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As the population of older adults rises, so does the incidence of acquired hearing loss. More than half of people over age 60 are hard of hearing or deaf. Understanding the classification, causes, and management of hearing loss helps speech-language pathologists (SLPs) provide the best possible therapy for patients with this problem.
According to the World Health Organization (WHO), impairment is defined as an abnormality of the ear structure or auditory system function. Disability is the functional consequence of impairment-an inability to hear certain sounds or to speak clearly. Further, handicap is the social consequence of impairment, which can include isolation, job loss, or making career changes as a result of communication difficulties. Central Auditory Processing Disorder describes the difficulty in listening and processing sounds that are heard.
The WHO is in the process of revising their classifications in view of a person's circumstances, along the dimensions of body function, structure and activity, and social participation.
In 1997, the American Speech-Language-Hearing Association (ASHA) worked with the Council on Education of the Deaf in the development of a position statement entitled Hearing Loss: Terminology and Classification. The key points of that paper remain true in today's clinical practice:
* People who are deaf or hard of hearing constitute a heterogeneous population.
* The relationship between a person's hearing level and his or her ability to develop a language in one or more communication modalities varies.
* A variety of factors affect the communication function of those with hearing loss, including the presence of other disabilities related to vision, fine and gross motor functioning, and/or cognitive functioning.
* Factors such as the age of the person when the hearing loss occurred, when the hearing loss was identified, the type of intervention and educational services available, and when those services were initiated influence communication choices.
* Family, cultural values, and community support of individuals with hearing loss can have a strong impact on the individual. This support includes access to language, communication approaches, use of remaining hearing capabilities, and spoken or signed languages.
* People with hearing loss often interact differently depending on their occupation, education, community, and social environment. The presence and access to interpreters, appropriate technology, and communication partners influences communication.
The two types of hearing loss are conductive and sensorineural.
Conductive hearing loss is caused by interference with the transmission of sounds from the outer ear to the inner ear. Possible sources of the interference include ear infections, middle ear infections (otitis media), fluid in the middle ear, excess cerumen (wax), otosclerosis, head injury causing damage to the ossicles, and a perforated eardrum.
Sensorineural hearing loss is caused by damage to the pathway that sound impulses take from the hair cells in the inner ear to the auditory nerve and the brain. The possible causes for sensorineural hearing loss include presbycusis (gradual hearing loss with increasing age), acoustic trauma (injury caused by loud noise, including a noisy work environment), viral or bacterial infections, Meniere's disease, and ototoxic drugs. For instance, at high doses, aspirin may cause tinnitus, and the antimalarial drug quinine can also cause tinnitus or acoustic neuroma (benign tumor). SLPs should ask patients with hearing loss about their medication history. Some people suffer a combination of conductive and sensorineural hearing loss.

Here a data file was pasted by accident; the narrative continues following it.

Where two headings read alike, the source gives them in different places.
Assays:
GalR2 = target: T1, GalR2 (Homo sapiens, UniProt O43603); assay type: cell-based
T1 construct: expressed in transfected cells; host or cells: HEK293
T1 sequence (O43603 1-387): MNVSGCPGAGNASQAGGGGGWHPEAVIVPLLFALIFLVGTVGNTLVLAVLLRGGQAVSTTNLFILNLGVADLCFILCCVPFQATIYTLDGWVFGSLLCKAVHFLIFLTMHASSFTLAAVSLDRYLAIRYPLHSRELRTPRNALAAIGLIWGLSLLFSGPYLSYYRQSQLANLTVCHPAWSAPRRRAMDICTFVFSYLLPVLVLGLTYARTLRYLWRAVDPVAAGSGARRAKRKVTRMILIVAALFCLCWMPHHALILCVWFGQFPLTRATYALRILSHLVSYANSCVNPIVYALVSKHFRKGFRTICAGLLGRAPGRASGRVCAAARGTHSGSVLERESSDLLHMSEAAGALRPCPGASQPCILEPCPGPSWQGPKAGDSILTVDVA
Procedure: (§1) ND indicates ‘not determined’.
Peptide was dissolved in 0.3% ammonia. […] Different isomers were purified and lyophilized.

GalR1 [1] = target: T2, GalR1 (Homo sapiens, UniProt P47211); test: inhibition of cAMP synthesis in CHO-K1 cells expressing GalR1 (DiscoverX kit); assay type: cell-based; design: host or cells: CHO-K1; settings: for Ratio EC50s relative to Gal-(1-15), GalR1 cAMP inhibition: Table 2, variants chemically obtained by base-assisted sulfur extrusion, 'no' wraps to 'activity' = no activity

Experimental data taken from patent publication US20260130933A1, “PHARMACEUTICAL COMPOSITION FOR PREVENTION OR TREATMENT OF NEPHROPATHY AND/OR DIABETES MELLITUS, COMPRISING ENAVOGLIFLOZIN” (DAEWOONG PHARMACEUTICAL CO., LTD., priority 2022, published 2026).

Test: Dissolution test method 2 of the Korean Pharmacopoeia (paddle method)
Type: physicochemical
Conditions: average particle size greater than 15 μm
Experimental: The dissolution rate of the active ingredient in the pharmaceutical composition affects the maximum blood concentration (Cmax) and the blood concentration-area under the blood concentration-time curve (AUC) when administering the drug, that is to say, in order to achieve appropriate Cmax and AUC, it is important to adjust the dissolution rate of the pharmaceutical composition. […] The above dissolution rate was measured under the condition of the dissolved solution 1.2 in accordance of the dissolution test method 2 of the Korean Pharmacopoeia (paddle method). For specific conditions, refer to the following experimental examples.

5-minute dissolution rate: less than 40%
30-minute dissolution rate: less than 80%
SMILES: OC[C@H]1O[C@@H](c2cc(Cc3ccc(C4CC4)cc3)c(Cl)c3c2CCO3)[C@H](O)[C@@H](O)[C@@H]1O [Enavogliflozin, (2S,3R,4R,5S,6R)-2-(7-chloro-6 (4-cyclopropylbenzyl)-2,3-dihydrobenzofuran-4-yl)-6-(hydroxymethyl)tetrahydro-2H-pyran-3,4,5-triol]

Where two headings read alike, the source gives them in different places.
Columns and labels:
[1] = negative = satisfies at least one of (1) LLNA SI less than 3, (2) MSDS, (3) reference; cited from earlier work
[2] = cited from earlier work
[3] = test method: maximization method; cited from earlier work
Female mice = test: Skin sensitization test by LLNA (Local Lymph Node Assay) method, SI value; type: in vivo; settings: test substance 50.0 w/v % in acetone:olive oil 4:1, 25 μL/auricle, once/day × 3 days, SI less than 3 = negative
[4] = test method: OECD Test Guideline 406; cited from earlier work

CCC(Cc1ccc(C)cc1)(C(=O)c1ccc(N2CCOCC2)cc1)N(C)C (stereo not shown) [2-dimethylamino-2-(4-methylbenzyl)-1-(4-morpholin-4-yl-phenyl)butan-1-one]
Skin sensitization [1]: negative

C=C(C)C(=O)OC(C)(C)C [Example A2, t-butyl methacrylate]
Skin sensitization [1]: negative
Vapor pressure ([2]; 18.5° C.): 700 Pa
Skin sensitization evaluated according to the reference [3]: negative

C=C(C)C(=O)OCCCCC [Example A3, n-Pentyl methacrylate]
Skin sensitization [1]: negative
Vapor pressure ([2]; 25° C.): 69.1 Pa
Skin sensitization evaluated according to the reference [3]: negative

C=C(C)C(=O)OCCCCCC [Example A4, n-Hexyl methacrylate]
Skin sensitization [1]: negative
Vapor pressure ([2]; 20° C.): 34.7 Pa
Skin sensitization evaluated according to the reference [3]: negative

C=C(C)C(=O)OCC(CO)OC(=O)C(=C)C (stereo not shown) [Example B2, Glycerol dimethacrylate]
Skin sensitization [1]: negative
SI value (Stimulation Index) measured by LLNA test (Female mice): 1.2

Otolaryngologists and audiologists conduct hearing tests to establish a diagnosis. These tests include pure tone audiometry, otoacoustic emissions, auditory brain stem response, and magnetic resonance imaging.
Treatment of hearing loss depends on the cause. For example, antibiotics for bacterial infections, removal of excess cerumen, repair of damaged eardrums, and surgery for otosclerosis and acoustic neuroma.
Hearing aids are generally helpful for presbycusis. Audiologists and hearing aid dispensers are trained to determine the kind of hearing aid most suitable for the particular type of disorder. According to ASHA, about 95% of individuals with hearing loss could be successfully treated with hearing aids, but only 23% currently use them-hearing loss is the single most preventable disability that goes untreated.
Communication is a human right. Hearing loss can often pose challenges, especially for those over age 60, but having hearing loss shouldn't deter people from participating fully in society and enjoying a high quality of life.
You can share the following tips with your patients to help them better cope with their hearing loss:
* Prevent hearing loss. Avoid exposure to loud noises; for instance, wear earplugs in a noisy work environment such as an airport or a factory.
* Ask audiologists for advice about regular hearing tests and hearing aids.
* If you wear a hearing aid, keep it in excellent condition with fully efficient batteries. Return for a follow-up appointment after the hearing aid is given to you.
* Learn to read lips.
* Speak more clearly and slowly; use visual cues to help communicate more effectively.
* Continue to socialize-don't become isolated from other people.
Keep in mind that some may view the term "impairment" as negative. It's generally acceptable to use the term "hard of hearing."
Ototoxic drugs. http://www.fpnotebook.com/ENT/Pharm/OtxcDrgs.htm. Accessed July 14, 2008.
World Health Organization. Prevention of deafness and hearing impairment. http://www.who.int/pbd/deafness/en/. Accessed July 8, 2008.
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